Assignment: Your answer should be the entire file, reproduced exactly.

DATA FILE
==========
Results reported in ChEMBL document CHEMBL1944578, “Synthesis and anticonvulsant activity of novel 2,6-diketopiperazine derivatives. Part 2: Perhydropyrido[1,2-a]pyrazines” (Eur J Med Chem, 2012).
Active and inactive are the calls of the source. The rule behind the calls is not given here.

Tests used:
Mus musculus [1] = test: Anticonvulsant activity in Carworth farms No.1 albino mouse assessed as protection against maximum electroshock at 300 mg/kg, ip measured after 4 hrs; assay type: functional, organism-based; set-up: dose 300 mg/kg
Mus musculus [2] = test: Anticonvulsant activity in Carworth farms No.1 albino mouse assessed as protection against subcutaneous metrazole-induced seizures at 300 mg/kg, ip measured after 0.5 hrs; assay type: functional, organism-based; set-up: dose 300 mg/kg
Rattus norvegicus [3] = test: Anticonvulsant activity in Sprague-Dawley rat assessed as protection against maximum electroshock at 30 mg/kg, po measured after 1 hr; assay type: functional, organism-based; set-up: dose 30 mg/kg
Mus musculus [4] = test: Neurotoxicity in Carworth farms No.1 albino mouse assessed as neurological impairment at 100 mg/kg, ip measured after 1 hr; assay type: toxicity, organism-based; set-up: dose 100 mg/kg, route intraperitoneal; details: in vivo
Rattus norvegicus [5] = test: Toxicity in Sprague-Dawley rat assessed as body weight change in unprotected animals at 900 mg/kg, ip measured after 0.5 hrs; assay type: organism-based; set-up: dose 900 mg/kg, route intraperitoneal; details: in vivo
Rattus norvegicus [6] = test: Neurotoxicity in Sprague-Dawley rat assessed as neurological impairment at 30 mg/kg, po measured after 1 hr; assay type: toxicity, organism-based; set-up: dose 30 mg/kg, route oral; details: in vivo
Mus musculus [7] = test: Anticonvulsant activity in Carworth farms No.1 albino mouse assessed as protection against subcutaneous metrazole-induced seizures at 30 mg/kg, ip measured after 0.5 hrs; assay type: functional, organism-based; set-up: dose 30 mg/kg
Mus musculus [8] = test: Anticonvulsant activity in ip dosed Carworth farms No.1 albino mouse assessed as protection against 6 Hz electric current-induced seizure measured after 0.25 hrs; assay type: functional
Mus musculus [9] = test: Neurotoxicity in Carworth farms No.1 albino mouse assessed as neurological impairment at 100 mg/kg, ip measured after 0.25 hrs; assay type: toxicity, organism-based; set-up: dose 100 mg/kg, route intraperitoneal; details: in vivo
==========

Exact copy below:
Results reported in ChEMBL document CHEMBL1944578, “Synthesis and anticonvulsant activity of novel 2,6-diketopiperazine derivatives. Part 2: Perhydropyrido[1,2-a]pyrazines” (Eur J Med Chem, 2012).
Active and inactive are the calls of the source. The rule behind the calls is not given here.

Tests used:
Mus musculus [1] = test: Anticonvulsant activity in Carworth farms No.1 albino mouse assessed as protection against maximum electroshock at 300 mg/kg, ip measured after 4 hrs; assay type: functional, organism-based; set-up: dose 300 mg/kg
Mus musculus [2] = test: Anticonvulsant activity in Carworth farms No.1 albino mouse assessed as protection against subcutaneous metrazole-induced seizures at 300 mg/kg, ip measured after 0.5 hrs; assay type: functional, organism-based; set-up: dose 300 mg/kg
Rattus norvegicus [3] = test: Anticonvulsant activity in Sprague-Dawley rat assessed as protection against maximum electroshock at 30 mg/kg, po measured after 1 hr; assay type: functional, organism-based; set-up: dose 30 mg/kg
Mus musculus [4] = test: Neurotoxicity in Carworth farms No.1 albino mouse assessed as neurological impairment at 100 mg/kg, ip measured after 1 hr; assay type: toxicity, organism-based; set-up: dose 100 mg/kg, route intraperitoneal; details: in vivo
Rattus norvegicus [5] = test: Toxicity in Sprague-Dawley rat assessed as body weight change in unprotected animals at 900 mg/kg, ip measured after 0.5 hrs; assay type: organism-based; set-up: dose 900 mg/kg, route intraperitoneal; details: in vivo
Rattus norvegicus [6] = test: Neurotoxicity in Sprague-Dawley rat assessed as neurological impairment at 30 mg/kg, po measured after 1 hr; assay type: toxicity, organism-based; set-up: dose 30 mg/kg, route oral; details: in vivo
Mus musculus [7] = test: Anticonvulsant activity in Carworth farms No.1 albino mouse assessed as protection against subcutaneous metrazole-induced seizures at 30 mg/kg, ip measured after 0.5 hrs; assay type: functional, organism-based; set-up: dose 30 mg/kg
Mus musculus [8] = test: Anticonvulsant activity in ip dosed Carworth farms No.1 albino mouse assessed as protection against 6 Hz electric current-induced seizure measured after 0.25 hrs; assay type: functional
Mus musculus [9] = test: Neurotoxicity in Carworth farms No.1 albino mouse assessed as neurological impairment at 100 mg/kg, ip measured after 0.25 hrs; assay type: toxicity, organism-based; set-up: dose 100 mg/kg, route intraperitoneal; details: in vivo